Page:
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Reading and hearing about the deadly Ebola virus in Africa in recent weeks is enough to scare anyone. Then there are always flu strains that could kill people, especially society’s most vulnerable: Children and the elderly.

Add another scary scenario to the mix: A serious respiratory illness called Enterovirus D68, or EV-D68. According to news reports, the illness has affected hundreds pf youngsters in at least 10 states, but Pennsylvania isn’t one of them. That isn’t to say, however, that EV-D68 won’t make its way here.

The website reports that the virus has landed many in the hospital. The website notes that enteroviruses are common, but this one is rare. The Centers for Disease Control and Prevention, according to, noted less than 100 cases of the virus have occurred since the 1960s when the virus was identified.

So what are parents to do? What should they watch for and do should their child or children become infected? Better yet, how can they prevent this virus?

First off, EV-D68 often resembles the common cold — runny nose, cough and sneezing. It escalates with severe cough, difficulty breathing and/or a rash and may even affect a person with high fever or wheezing. Children affected by asthma or other respiratory illnesses are especially prone to more serious symptoms, according to the report.

If a child becomes infected, doctors recommend plenty of rest, fluids, over-the-counter medications and, if severe, breathing treatments, the latter of which occurs for those hospitalized with the virus.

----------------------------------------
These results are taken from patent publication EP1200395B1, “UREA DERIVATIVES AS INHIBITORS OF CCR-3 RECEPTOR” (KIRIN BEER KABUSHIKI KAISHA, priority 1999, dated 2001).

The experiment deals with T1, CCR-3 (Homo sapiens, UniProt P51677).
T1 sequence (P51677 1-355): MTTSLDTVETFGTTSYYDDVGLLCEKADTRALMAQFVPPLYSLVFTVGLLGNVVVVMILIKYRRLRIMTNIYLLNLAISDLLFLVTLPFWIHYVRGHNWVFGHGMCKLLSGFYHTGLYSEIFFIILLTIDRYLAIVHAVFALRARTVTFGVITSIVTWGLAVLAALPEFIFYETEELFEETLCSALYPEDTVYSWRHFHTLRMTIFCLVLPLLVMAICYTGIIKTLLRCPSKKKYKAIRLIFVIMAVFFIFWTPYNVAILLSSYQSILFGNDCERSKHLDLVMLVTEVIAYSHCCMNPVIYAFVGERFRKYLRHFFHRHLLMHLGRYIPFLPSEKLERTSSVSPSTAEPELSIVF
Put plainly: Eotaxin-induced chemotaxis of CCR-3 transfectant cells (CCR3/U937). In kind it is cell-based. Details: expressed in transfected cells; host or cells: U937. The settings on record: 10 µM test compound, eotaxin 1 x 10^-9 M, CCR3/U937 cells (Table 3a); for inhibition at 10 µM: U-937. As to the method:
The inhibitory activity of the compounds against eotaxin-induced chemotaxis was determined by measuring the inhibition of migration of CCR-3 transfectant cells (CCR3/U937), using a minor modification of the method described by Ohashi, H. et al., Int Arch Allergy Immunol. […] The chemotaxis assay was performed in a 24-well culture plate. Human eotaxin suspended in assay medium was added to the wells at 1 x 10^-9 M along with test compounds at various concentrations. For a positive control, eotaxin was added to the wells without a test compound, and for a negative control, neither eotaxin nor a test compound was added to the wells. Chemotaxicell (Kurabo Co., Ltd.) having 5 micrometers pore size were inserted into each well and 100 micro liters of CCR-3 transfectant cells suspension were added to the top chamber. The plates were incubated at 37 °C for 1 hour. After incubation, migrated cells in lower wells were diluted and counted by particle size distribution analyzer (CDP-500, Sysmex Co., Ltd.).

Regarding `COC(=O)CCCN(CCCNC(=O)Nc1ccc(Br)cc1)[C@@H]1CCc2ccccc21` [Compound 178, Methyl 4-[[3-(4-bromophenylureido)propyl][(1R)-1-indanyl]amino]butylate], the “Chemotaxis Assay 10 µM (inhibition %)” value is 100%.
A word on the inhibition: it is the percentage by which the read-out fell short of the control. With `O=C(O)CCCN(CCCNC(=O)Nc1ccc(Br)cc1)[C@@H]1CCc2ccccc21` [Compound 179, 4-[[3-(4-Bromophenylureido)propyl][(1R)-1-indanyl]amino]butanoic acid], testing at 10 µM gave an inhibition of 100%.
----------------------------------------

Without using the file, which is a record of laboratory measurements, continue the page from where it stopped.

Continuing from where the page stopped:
Determined to prevent the virus? Well, who wouldn’t be? The ounce of prevention, according to the website, requires practicing proper hygiene: Wash those hands thoroughly and often, especially after using the restroom; clean and disinfect surfaces constantly touched, like doorknobs, countertops and toys; refrain from hugs, kisses and handshakes if exhibiting cold symptoms and, above all, if you’re sick, STAY HOME. Don’t spread the germs!

I don’t think there’s a parent out there who hopes to prevent their children from getting sick. I know I’m one to fight germs to keep illnesses at bay! Sickness that keeps my kiddos at home means juggling work time, child care arrangements and ensuring for my daughter that homework gets done to make up missed school instruction.  So stay vigilant, families. Eat right, exercise, get plenty of rest (OK, rest can be a problem with so much to do and so little time, but try! Lol) and practice healthy habits in the hopes of a sickness-free season.